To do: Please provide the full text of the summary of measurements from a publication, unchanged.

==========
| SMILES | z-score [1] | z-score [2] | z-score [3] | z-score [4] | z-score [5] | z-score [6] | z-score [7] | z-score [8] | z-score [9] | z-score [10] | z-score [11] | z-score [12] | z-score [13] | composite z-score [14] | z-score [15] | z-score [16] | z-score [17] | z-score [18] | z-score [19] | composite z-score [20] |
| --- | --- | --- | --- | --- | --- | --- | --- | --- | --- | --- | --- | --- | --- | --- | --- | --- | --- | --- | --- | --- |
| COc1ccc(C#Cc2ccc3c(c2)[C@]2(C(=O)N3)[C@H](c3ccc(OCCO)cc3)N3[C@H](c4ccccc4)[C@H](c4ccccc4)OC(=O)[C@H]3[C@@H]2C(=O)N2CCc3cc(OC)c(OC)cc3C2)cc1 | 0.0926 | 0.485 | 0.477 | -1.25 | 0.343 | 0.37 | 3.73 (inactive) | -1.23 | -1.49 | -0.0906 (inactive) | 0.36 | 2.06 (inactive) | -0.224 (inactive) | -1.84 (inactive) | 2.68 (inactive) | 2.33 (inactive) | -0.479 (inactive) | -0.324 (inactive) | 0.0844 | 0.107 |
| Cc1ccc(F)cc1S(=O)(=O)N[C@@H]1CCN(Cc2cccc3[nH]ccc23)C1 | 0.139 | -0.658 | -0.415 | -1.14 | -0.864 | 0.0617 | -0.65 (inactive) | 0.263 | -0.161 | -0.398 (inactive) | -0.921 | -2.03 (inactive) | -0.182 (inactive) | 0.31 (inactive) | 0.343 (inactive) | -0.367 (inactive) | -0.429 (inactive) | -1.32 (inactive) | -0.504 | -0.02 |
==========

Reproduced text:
| SMILES | z-score [1] | z-score [2] | z-score [3] | z-score [4] | z-score [5] | z-score [6] | z-score [7] | z-score [8] | z-score [9] | z-score [10] | z-score [11] | z-score [12] | z-score [13] | composite z-score [14] | z-score [15] | z-score [16] | z-score [17] | z-score [18] | z-score [19] | composite z-score [20] |
| --- | --- | --- | --- | --- | --- | --- | --- | --- | --- | --- | --- | --- | --- | --- | --- | --- | --- | --- | --- | --- |
| COc1ccc(C#Cc2ccc3c(c2)[C@]2(C(=O)N3)[C@H](c3ccc(OCCO)cc3)N3[C@H](c4ccccc4)[C@H](c4ccccc4)OC(=O)[C@H]3[C@@H]2C(=O)N2CCc3cc(OC)c(OC)cc3C2)cc1 | 0.0926 | 0.485 | 0.477 | -1.25 | 0.343 | 0.37 | 3.73 (inactive) | -1.23 | -1.49 | -0.0906 (inactive) | 0.36 | 2.06 (inactive) | -0.224 (inactive) | -1.84 (inactive) | 2.68 (inactive) | 2.33 (inactive) | -0.479 (inactive) | -0.324 (inactive) | 0.0844 | 0.107 |
| Cc1ccc(F)cc1S(=O)(=O)N[C@@H]1CCN(Cc2cccc3[nH]ccc23)C1 | 0.139 | -0.658 | -0.415 | -1.14 | -0.864 | 0.0617 | -0.65 (inactive) | 0.263 | -0.161 | -0.398 (inactive) | -0.921 | -2.03 (inactive) | -0.182 (inactive) | 0.31 (inactive) | 0.343 (inactive) | -0.367 (inactive) | -0.429 (inactive) | -1.32 (inactive) | -0.504 | -0.02 |